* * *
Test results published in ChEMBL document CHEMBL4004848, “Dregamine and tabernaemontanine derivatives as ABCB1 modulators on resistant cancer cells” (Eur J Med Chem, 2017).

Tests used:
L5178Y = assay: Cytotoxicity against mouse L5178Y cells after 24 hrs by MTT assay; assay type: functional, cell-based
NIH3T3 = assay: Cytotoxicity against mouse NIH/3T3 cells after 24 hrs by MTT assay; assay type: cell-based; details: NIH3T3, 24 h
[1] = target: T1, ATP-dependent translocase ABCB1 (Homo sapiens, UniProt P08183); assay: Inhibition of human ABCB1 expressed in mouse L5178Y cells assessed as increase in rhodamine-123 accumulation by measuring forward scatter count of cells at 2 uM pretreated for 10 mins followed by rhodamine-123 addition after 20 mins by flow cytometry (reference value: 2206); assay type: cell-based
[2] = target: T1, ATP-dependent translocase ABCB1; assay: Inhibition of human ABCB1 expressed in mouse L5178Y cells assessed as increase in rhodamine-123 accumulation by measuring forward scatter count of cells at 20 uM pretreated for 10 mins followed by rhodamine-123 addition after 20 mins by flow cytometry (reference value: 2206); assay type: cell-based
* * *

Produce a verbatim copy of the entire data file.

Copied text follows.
Test results published in ChEMBL document CHEMBL4004848, “Dregamine and tabernaemontanine derivatives as ABCB1 modulators on resistant cancer cells” (Eur J Med Chem, 2017).

Tests used:
L5178Y = assay: Cytotoxicity against mouse L5178Y cells after 24 hrs by MTT assay; assay type: functional, cell-based
NIH3T3 = assay: Cytotoxicity against mouse NIH/3T3 cells after 24 hrs by MTT assay; assay type: cell-based; details: NIH3T3, 24 h
[1] = target: T1, ATP-dependent translocase ABCB1 (Homo sapiens, UniProt P08183); assay: Inhibition of human ABCB1 expressed in mouse L5178Y cells assessed as increase in rhodamine-123 accumulation by measuring forward scatter count of cells at 2 uM pretreated for 10 mins followed by rhodamine-123 addition after 20 mins by flow cytometry (reference value: 2206); assay type: cell-based
[2] = target: T1, ATP-dependent translocase ABCB1; assay: Inhibition of human ABCB1 expressed in mouse L5178Y cells assessed as increase in rhodamine-123 accumulation by measuring forward scatter count of cells at 20 uM pretreated for 10 mins followed by rhodamine-123 addition after 20 mins by flow cytometry (reference value: 2206); assay type: cell-based